Brian Dales (center) of the Summer Set
Considering many musicians’ relationship with health insurance, or rather, the lack thereof, that’s an understatement. For a lot of band members who get hurt or ill on the road, that nightmare is all too real. “We know plenty of bands that don’t have any sort of health insurance coverage,” Dales says. “They’re always worried about getting sick or injured on the road.”
For example, take Skyler Nielsen, 27, of Los Angeles rockers OH NO NOT STEREO. “I’m a pretty good spokesman for this because I have a long history of getting injured,” he says. “I lead a very adventurous lifestyle, so I hurt myself a lot. I’ve been in a few life-threatening accidents. I was dehydrated in Arizona and had to go to hospital for heat exhaustion. I had an allergic reaction on tour once where my head swelled up to three times its size.”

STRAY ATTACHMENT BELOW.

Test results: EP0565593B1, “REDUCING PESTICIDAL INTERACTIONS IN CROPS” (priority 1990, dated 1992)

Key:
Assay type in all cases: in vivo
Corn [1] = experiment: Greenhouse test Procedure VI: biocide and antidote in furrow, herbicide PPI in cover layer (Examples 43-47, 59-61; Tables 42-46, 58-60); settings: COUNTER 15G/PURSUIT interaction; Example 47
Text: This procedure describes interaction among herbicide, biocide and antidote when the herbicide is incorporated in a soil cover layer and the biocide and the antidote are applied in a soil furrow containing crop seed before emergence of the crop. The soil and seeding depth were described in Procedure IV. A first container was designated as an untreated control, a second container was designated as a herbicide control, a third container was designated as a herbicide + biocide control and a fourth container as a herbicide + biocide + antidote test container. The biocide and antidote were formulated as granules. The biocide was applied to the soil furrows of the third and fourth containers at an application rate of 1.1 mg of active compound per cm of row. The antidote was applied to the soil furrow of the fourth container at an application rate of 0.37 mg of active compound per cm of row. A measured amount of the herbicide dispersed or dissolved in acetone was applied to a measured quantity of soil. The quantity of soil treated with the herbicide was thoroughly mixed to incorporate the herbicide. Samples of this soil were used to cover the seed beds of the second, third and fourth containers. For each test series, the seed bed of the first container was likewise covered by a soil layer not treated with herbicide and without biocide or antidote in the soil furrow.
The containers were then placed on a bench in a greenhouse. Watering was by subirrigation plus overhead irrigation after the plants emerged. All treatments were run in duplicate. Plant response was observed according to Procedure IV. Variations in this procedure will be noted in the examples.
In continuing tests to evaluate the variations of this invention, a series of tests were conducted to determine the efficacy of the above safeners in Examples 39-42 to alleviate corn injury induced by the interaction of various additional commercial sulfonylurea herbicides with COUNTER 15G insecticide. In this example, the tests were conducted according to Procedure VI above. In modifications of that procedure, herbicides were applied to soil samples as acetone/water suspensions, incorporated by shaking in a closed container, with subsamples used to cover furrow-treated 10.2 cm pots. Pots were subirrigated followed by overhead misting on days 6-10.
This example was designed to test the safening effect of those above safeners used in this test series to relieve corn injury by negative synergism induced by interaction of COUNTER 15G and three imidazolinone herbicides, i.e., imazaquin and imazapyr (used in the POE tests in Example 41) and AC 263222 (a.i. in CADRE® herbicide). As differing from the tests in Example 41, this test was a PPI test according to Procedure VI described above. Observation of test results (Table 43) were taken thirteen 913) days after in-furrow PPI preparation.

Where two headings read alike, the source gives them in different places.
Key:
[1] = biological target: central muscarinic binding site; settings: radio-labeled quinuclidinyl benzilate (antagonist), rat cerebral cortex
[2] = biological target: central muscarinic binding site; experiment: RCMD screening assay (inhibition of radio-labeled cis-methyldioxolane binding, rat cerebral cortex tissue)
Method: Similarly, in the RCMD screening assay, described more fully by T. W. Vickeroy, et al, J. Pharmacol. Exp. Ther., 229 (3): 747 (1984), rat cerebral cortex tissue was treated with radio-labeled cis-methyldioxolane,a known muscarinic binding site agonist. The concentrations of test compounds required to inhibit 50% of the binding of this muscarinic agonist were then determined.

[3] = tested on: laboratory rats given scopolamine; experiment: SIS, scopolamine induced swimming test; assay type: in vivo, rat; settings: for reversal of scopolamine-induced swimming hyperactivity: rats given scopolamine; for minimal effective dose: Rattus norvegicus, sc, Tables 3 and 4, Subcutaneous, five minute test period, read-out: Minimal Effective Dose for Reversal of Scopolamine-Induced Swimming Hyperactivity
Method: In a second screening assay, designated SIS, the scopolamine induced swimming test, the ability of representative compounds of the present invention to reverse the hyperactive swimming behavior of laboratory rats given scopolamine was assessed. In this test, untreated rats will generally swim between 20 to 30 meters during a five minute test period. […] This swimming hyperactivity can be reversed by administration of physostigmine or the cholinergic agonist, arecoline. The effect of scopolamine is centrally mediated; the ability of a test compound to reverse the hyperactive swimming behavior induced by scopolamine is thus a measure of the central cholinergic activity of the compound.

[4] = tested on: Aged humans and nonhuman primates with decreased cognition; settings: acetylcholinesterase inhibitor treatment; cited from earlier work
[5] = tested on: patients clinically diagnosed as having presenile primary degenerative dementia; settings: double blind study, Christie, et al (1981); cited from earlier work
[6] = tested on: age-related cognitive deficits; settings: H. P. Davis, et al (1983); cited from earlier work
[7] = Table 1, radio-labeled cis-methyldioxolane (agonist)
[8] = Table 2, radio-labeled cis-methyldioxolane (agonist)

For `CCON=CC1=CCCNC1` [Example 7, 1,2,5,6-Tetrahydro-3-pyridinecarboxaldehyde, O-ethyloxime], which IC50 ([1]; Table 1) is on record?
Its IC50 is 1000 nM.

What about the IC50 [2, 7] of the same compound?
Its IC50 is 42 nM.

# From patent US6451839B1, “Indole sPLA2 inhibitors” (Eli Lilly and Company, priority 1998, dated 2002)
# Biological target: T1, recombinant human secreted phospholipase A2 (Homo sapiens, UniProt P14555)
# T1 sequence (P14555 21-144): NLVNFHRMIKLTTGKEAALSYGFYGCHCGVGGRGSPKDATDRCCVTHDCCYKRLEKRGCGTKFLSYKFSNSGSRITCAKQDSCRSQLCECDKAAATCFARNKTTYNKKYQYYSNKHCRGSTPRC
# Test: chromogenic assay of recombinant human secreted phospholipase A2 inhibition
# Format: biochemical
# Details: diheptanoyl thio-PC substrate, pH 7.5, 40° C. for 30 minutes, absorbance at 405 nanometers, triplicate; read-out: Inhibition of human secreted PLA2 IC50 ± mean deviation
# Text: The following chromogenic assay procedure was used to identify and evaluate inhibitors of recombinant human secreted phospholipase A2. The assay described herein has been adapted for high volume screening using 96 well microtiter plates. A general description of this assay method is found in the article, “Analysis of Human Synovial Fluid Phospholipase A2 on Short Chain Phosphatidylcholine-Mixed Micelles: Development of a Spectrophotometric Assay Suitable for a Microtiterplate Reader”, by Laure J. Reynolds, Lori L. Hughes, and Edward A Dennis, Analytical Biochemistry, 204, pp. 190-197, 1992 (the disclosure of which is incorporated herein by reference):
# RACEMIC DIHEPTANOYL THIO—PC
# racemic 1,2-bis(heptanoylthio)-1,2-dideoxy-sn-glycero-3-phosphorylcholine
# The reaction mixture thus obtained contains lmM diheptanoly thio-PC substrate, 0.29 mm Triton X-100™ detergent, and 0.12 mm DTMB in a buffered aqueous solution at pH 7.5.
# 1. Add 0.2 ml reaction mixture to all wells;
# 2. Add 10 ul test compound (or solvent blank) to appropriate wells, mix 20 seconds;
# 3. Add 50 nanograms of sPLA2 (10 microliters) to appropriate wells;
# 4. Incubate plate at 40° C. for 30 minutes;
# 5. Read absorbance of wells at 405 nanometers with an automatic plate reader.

Throughout all of that, Nielsen–who doesn’t have health insurance–says he’s accumulated hundreds of thousands of dollars in debt for medical bills. “My credit is so bad, I’m gonna have to buy everything [with] cash for the rest of my life. It’s no one’s fault but my own. This isn’t a pity party, but I cannot ever buy anything on credit because of my choice to turn my back on my hospital bills.” Ready for some irony? “The best part is even though my dad is a physician in Utah, I still don’t have health insurance,” he says. “Everyone who knows me thinks I have insurance because of that. But when I hurt myself or choke on something and have to go to the hospital, I just can’t pay my bills.”